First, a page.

Tuesday, December 21, 2010

Two New Google Apps Worth Checking Out

I told the science and English/history teachers I work with about these two new apps from GoogleLabs. Now I imagine they are spending their vacations browsing the human body and published word usage history, respectively. The first is the Google Body Browser. Think Google Earth for the human body. Truly amazing! For it to work you have to download the beta version of Google Chrome. The other is Google Ngram Viewer. This lets you enter a word or collection of words and search the entirety of what Google Books has scanned and made public to give you a graph showing their occurrences over time. If you enter more than one word the graphs are shown together so you can compare. It's an amazing tool for English, history, and even math. Really any discipline if you want to see how certain domain-specific terms have changed in importance over time.

Thursday, December 16, 2010

How do kids visualize science?

 My 7th grade students are building models of microscopic things they are studying in science class in our sim. The science teachers said they briefly cover many topics and don't have time to explore cell division, elements, compounds, photosynthesis, and nucleic acids in depth. So I thought it would be helpful for the students to make 3D models of these things to have a more vivid mental model of them when they come back to studying them more in depth later on.
 All I did is show them how to build. They had to find images and build 3D models that made sense to them since I'm no science teacher. Now what surprised me is that some of them reproduced 2D representations in this 3D environment. I assumed they would be able to imagine a 3D version of the pictures they were looking at but in many cases they couldn't take that leap.
 So it seems to represent a developmental snapshot of sorts in terms of their ability or lack of ability to visualize these abstract things they are learning about. As I told the science teachers, I'm not sure there is anything we should do about this. It could be that as they continue to study these topics they should make new models that reflect their deeper understanding, including what these things look like in 3D space.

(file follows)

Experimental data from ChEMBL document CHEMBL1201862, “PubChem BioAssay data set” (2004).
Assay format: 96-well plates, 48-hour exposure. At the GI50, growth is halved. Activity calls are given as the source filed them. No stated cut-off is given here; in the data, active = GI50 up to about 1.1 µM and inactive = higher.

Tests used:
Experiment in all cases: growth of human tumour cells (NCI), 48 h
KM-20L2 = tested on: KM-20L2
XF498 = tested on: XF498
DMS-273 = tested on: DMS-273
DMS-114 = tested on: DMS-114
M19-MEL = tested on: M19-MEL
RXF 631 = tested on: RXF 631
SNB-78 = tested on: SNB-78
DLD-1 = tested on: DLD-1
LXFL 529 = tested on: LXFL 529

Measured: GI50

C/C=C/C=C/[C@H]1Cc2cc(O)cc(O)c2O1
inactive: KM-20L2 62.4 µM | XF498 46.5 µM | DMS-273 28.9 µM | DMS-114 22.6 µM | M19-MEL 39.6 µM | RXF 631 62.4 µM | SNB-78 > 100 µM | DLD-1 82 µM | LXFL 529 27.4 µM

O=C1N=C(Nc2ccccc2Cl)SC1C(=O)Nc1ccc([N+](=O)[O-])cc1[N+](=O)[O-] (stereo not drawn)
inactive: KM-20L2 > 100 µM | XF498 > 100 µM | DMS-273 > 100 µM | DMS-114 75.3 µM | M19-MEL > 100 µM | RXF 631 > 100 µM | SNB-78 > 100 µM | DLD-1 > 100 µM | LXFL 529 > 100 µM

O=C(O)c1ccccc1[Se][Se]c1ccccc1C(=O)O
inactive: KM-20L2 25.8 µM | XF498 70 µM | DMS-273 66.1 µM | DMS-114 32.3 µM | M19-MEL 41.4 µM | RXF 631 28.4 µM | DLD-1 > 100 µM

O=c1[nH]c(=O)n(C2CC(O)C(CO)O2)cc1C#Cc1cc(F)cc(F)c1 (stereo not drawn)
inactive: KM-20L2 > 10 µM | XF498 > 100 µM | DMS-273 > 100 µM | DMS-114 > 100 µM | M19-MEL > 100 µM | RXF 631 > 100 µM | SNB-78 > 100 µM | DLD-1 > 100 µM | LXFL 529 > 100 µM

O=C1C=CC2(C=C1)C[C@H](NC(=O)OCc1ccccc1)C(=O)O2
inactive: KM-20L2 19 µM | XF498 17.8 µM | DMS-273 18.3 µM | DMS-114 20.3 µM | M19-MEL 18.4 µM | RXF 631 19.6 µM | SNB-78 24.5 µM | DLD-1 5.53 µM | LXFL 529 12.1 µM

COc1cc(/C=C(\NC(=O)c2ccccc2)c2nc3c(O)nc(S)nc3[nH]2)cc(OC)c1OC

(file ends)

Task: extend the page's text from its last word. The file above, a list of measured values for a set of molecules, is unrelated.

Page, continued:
Friday, December 03, 2010

To Sim or Not To Sim

I know, silly title. Here’s my main question: Are virtual worlds effective environments for the presentation of dramatic arts? Maybe some genres are more appropriate than others?
The reason I’m asking is I presented a short video of two students' inworld performance of a scene from Approaching Zanzibar. Here's the vid. Part of the dialog is about fears the characters have about visiting an aunt who is sick with cancer. To my horror the whole auditorium of 4-8 graders reacted with laughter during some of the most sobering and serious lines. I’m sure this was in part a way to relieve anxiety about a heavy subject. But I also believe it had to do with the content being delivered by awkward-looking cartoony figures. This leads me to think we really shouldn’t be trying to present serious dramatic material in this format. Kids this age have never even seen anything like this. Their closest point of reference is probably video games. If a performance with any emotional gravity comes across as goofy, funny, or unconvincing this might be the wrong medium for those kinds of dramatic experiences.
On the other hand there are dramatic genres that seem like they would lend themselves well to the fantastical possibilities of virtual environments. I would have liked to show the Alice in Wonderland scene but the FreeSWITCH service that's been so dependable kept dropping Alice’s voice during their performance for some inexplicable reason.

The Peter Pan scene might have been good, too, with Peter flying onstage and having trouble getting his shadow to attach properly. But I was kind of smitten with the local light effect and wanted the kids to see it. It's like that with virtual worlds. The magic of it is hard to explain to people. They have to see it for themselves, have the experience.

So what kind of dramatic performances are VWs good for? Now I'm thinking material that takes advantage of the special capabilities of the platform--the ability to fly, script objects to do unexpected and magical things, the ability to make amazing, gravity-defying costumes, the ability to appear and disappear magically (teleport). In our Aesop's Fable of The Frogs Desiring a King Jupiter was able to throw down a huge log onto the stage out of thin air. That was a surprising, fun experience and in that world it also made sense. It just added to the magic the kids watched unfolding in front of them.
I don't think serious drama should be avoided altogether in VWs. The drama teacher I do this with put it well when he said one of the best things about it for him as a drama teacher is it forces the students to treat dramatic devices--tone of voice, gesture, movement--more consciously since they have to do it from a distance through the narrow parameters of the avatar. They can't fall back on their own default expressions like they can in RL. So I still think it's an effective tool for students to learn more about all genres of dramatic performance. I just don't think all genres in this medium need to have an audience.